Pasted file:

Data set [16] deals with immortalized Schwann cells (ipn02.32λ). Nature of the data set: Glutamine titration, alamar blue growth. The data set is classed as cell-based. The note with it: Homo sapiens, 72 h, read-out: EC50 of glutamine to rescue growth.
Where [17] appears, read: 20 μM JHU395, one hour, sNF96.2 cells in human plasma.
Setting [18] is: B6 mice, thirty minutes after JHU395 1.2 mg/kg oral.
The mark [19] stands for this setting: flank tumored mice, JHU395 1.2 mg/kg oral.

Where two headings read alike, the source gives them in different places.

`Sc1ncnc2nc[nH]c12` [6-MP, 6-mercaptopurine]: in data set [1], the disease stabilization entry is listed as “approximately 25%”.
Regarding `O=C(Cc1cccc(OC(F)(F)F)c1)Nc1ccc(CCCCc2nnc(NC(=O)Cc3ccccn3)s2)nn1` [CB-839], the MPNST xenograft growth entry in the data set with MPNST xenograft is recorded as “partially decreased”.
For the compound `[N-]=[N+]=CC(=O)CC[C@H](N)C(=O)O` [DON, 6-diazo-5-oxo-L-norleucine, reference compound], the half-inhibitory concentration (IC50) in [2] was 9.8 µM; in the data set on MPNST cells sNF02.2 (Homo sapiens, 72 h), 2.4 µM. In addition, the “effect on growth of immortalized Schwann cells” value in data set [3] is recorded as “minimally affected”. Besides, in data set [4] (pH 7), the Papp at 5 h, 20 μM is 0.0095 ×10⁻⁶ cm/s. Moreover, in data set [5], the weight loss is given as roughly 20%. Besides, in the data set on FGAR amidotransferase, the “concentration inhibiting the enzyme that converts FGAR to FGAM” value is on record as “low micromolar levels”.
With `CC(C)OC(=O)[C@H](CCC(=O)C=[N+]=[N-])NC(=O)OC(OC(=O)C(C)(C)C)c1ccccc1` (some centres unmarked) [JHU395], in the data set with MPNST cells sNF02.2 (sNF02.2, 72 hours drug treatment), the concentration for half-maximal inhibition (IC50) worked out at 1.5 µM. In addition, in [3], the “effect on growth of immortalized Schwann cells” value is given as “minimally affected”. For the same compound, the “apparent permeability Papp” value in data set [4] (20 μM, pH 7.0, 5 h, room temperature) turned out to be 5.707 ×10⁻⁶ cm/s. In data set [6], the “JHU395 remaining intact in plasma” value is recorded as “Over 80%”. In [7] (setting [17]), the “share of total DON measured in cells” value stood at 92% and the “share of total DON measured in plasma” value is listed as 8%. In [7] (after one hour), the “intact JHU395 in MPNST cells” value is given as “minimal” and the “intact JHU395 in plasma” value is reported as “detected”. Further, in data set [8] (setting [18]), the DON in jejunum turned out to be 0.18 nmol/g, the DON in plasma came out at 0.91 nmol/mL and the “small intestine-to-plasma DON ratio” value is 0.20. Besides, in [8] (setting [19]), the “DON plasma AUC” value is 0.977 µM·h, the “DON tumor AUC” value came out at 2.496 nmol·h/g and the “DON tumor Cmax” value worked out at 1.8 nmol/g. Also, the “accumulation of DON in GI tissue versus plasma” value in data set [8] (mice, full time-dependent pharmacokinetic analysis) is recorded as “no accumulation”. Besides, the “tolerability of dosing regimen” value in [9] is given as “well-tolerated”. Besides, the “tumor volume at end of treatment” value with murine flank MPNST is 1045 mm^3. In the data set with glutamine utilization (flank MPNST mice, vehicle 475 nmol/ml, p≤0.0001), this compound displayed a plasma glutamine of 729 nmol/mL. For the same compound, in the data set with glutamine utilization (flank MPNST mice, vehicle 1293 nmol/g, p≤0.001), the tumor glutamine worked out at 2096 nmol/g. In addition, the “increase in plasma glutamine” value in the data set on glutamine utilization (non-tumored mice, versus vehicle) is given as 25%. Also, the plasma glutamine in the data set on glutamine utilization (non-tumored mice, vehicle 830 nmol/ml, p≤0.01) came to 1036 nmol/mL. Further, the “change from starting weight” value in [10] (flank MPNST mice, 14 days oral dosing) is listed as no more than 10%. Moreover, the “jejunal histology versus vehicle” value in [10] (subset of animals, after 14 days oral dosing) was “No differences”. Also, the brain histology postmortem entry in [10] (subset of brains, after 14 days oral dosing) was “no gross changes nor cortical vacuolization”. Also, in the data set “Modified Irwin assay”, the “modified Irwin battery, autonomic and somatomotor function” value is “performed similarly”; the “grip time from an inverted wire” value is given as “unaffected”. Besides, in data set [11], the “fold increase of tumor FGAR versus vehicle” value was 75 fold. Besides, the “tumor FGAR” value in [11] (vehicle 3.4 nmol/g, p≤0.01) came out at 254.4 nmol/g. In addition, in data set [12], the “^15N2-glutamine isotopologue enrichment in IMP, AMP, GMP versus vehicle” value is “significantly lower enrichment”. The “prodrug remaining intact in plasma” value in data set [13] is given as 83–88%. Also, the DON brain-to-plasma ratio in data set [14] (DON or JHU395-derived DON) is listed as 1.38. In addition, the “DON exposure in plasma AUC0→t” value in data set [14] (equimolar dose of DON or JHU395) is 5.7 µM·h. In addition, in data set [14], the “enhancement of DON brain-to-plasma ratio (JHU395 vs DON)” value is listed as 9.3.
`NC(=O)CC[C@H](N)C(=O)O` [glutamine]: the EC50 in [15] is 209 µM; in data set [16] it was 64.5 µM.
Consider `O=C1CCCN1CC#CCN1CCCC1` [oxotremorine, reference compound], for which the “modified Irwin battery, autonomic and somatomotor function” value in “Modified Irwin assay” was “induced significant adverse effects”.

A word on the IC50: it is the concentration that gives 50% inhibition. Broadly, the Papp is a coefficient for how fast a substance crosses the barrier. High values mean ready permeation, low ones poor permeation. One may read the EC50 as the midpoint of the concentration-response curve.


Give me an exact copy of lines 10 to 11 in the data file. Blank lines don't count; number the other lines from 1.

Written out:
`NC(=O)CC[C@H](N)C(=O)O` [glutamine]: the EC50 in [15] is 209 µM; in data set [16] it was 64.5 µM.
Consider `O=C1CCCN1CC#CCN1CCCC1` [oxotremorine, reference compound], for which the “modified Irwin battery, autonomic and somatomotor function” value in “Modified Irwin assay” was “induced significant adverse effects”.